On Wednesday (30 January) there were indicators the Standards in Public Life Law would likely face another review, as concerns mounted over privacy.
Nearly five years after the Law was signed off, the country was no closer to knowing when the ethics in public life legislation will come into force.
The Law is aimed at keeping politicians and government board officials in check.
Civil servants said concerns over the Law’s language still exist.
On the first day of hearings, the delay in its implementation was the issue on the table before the Public Accounts Committee, as members focused on the Auditor General’s report into fighting corruption in Cayman.
Cabinet Secretary Samuel Rose was the first witness in the hot seat Wednesday.
“There have obviously been some concerns about the law and it is my understanding that the Premier has plans to conduct another review of the law and is discussing this with the AG. I anticipate a further announcement on this in the not too distant future,” Mr. Rose told the PAC.
In her report, Auditor General Sue Winspear said the Standards in Public Life Law was a key component in fighting corruption here.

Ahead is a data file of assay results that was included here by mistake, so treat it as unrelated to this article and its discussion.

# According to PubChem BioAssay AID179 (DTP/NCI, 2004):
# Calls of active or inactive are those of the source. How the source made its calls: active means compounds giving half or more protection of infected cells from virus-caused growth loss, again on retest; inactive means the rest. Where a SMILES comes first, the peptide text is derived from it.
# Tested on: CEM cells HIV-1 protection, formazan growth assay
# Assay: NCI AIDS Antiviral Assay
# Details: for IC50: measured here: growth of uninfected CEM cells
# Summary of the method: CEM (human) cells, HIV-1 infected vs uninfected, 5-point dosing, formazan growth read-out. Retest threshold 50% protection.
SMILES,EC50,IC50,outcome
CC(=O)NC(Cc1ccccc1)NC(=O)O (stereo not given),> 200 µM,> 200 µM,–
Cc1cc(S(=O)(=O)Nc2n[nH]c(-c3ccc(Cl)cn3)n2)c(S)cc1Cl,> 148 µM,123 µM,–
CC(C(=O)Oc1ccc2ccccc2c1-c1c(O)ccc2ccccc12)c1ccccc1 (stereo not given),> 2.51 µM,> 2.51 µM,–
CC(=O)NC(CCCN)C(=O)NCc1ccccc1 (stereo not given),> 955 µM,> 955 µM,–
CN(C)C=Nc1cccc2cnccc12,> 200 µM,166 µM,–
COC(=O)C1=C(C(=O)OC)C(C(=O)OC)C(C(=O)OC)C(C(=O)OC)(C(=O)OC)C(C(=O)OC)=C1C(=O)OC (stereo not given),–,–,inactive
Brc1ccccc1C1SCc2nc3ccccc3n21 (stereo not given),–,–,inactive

Deputy Governor Hon. Franz Manderson said the delays in bringing the law into force boiled down to privacy concerns.
“From the feedback that I have received, there is still a concern from private sector board members that the Law, as drafted, does give them some concern,” Mr. Manderson explained.
He voiced their worries before the PAC: “If I have to make my entire holdings public, that is a problem for me.”
But Mr. Manderson added: “I do believe the matter is being addressed.”
PAC chairman Hon. Ezzard Miller said the ultimate responsibility to ensure the clauses within the law are enforced resided with the Premier, who brought the original legislation to the table.
The PAC hearings on the corruption report continue on Thursday (31 January.)